Canada should work with its allies and potential customers to receive credit for the global emissions reduction benefits of exporting liquefied natural gas (LNG), says a prominent Canadian energy advocate.
The equivalent of all Canadian GHG emissions could be eliminated by helping Asia switch 20 per cent of its coal fired power stations to natural gas, says Shannon Joseph, chair of Energy for a Secure Future, citing a recent report published by the Canadian Chamber of Commerce.
“Canada could help deliver 680 megatonnes of emissions reductions, and that’s more than our whole country,” she says.
“We should do it and shout it from the rooftops. We should move forward with LNG as an energy and emission solution.”
Receiving credit for lowering emissions with LNG could come through what’s known as Article 6 of the Paris Agreement, but Joseph says Canada need not wait for these carbon accounting rules to be settled before pressing forward.
“We need to assert, confidently, the environmental value we would be delivering to the world,” she says.
Article 6 conceptually allows countries to collaborate with each other on emissions reduction goals by trading carbon credits. In theory, for example that could allow Canada receive credit for emissions reductions achieved in China by using Canadian LNG to displace coal.
The Paris Agreement signatories have not yet agreed on the rules to make Article 6 a reality. Meanwhile, driven by Asia, last year the world consumed more coal – and produced more emissions from that coal – than ever before, according to the International Energy Agency (IEA).
The IEA says switching from coal to natural gas for electricity generation reduces emissions by half on average. LNG from Canada can deliver an even bigger decrease, reducing emissions by up to 62 per cent, according to a June 2020 study published in the Journal for Cleaner Production.
Even before Russia’s invasion of Ukraine, world LNG demand was expected to nearly double by 2040. The market has become even tighter as countries work to exclude Russian energy, says a report by Energy for a Secure Future.
With or without Article 6, Energy for a Secure Future is calling on Canada to work with its potential customers in Europe and Asia to recognize and credit the environmental benefits of Canadian LNG displacing higher emitting energy.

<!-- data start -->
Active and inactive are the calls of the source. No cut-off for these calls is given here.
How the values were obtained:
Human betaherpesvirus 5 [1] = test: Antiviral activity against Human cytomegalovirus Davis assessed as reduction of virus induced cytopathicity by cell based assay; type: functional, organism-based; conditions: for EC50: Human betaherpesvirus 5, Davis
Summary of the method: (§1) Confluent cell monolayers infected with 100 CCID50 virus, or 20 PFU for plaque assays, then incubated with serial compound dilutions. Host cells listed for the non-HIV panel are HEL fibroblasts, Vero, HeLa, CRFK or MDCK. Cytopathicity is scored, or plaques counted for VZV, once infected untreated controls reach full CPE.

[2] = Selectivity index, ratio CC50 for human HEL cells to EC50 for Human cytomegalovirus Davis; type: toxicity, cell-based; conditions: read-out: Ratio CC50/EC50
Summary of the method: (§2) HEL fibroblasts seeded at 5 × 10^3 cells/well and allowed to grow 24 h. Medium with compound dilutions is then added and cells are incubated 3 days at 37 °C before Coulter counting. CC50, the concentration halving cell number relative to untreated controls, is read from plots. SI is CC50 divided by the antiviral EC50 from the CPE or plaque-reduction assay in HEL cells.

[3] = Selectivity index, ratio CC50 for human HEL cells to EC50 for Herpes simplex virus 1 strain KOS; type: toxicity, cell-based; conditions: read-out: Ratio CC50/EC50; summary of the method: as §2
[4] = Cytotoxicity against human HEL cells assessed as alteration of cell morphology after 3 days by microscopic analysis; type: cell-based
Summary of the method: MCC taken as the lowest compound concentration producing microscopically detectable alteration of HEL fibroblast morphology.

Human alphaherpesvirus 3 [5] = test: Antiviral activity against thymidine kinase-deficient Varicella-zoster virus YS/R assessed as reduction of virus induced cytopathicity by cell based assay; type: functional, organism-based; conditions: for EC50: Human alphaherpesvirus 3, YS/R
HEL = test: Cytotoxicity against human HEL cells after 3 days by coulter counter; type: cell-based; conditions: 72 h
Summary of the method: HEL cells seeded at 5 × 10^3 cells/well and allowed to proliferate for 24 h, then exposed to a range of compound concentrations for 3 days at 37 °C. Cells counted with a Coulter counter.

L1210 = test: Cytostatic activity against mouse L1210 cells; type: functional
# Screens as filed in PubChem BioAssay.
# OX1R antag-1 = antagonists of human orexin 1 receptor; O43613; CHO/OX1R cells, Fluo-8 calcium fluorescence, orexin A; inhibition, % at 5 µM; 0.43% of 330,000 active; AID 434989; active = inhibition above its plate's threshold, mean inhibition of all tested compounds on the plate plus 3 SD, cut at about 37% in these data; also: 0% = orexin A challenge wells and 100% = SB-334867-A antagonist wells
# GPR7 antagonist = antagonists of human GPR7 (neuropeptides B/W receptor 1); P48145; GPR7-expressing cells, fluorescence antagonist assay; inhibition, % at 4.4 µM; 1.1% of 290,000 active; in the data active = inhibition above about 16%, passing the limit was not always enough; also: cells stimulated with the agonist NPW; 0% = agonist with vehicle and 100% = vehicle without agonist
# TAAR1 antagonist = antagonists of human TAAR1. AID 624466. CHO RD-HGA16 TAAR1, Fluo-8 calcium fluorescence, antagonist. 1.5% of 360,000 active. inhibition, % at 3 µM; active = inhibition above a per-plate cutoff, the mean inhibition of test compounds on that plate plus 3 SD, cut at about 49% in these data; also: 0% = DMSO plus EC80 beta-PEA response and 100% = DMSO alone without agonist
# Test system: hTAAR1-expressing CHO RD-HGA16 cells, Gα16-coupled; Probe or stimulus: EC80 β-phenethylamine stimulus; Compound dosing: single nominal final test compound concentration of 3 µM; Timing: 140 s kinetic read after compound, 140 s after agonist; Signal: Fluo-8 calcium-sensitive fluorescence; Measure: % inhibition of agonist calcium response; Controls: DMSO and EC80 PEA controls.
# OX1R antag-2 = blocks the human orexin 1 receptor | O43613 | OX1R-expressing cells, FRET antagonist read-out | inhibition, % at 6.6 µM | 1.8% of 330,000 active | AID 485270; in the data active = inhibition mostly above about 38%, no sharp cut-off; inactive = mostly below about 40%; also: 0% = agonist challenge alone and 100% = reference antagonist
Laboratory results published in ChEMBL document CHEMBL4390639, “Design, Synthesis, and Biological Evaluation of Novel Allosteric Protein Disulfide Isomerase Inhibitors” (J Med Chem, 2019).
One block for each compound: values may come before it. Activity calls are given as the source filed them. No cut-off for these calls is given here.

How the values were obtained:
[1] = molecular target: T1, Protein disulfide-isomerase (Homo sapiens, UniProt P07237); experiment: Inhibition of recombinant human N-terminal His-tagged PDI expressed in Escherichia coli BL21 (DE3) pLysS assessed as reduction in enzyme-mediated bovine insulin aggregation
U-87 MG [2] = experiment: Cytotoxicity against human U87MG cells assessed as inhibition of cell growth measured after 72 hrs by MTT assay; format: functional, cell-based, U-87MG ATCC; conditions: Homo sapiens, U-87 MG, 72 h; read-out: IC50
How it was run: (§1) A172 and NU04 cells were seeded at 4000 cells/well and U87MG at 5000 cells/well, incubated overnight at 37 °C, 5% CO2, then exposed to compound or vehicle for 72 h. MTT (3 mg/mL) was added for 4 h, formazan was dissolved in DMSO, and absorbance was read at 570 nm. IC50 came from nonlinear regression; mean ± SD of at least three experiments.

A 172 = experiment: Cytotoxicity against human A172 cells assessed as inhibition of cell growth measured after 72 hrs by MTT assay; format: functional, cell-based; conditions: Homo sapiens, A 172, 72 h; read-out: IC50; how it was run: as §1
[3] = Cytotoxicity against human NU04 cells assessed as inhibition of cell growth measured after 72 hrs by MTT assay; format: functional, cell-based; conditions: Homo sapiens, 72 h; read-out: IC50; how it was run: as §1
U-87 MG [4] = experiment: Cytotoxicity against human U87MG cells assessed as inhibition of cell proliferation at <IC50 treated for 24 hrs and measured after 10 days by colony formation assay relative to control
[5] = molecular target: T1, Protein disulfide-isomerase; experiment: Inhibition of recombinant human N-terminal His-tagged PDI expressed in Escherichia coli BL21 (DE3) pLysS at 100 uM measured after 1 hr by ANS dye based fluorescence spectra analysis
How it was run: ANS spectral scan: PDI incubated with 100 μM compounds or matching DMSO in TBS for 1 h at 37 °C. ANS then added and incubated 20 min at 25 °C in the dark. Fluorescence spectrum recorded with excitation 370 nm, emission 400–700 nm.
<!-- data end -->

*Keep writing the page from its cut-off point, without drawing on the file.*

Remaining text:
“Canada’s allies have come here asking for energy, and we should work directly with them to find a way to have our environmental contributions recognized,” says Joseph, adding the U.S. has moved ahead without credits, more than doubling LNG exports since 2019.
Canada has yet to export significant volumes of LNG after years of regulatory delay and cancelled projects – but things are changing.
LNG Canada in Kitimat B.C. will be the first major export facility to operate, starting in 2025. Woodfibre LNG near Squamish begins construction this fall with the aim to start operating in 2027. Other proposed projects include the Indigenous-led Cedar LNG facility in Kitimat and Ksi Lisims LNG near Prince Rupert.
Meanwhile, India, China and Japan remain consumers of Russian oil and gas, according to the 2023 Statistical Review of World Energy.
“We are trying to help our allies meet the challenges they are facing. One of these is ensuring that their populations – sometimes of over a billion people – can even access modern forms of energy,” Joseph says.
“If Canada wants to be relevant and to lead, we have to come to the table with solutions to this question, alongside the environmental one. LNG is our biggest card.”
India will have the world’s largest population by 2028 – climbing to 1.45 billion and rising to 1.67 billion people by 2040, according to the United Nations Population Fund.
“Currently India is the fourth largest importer of LNG [in the world] and demand is expected to grow massively as 270 million people move up the socioeconomic ladder,” says Victor Thomas, CEO of the Canada-India Business Council.
Canada’s potential to deliver LNG to India “just makes good sense when you look at the geopolitical fractures that have occurred since 2022,” he says, noting the U.S. has recognized the opportunity and is taking action to form new business relationships in India.
Burning wood and other biomass for heat and cooking is still common in the South Asian country, while coal produces around three quarters of India’s electricity. According to the IEA, by 2040 India’s total energy demand will be 70 per cent higher than it was in 2019.
“Transitioning from wood burning to LNG is a massive emissions reduction,” says Thomas. “It’s a safe and reliable opportunity. People are looking for a country like Canada to be able to provide that.”
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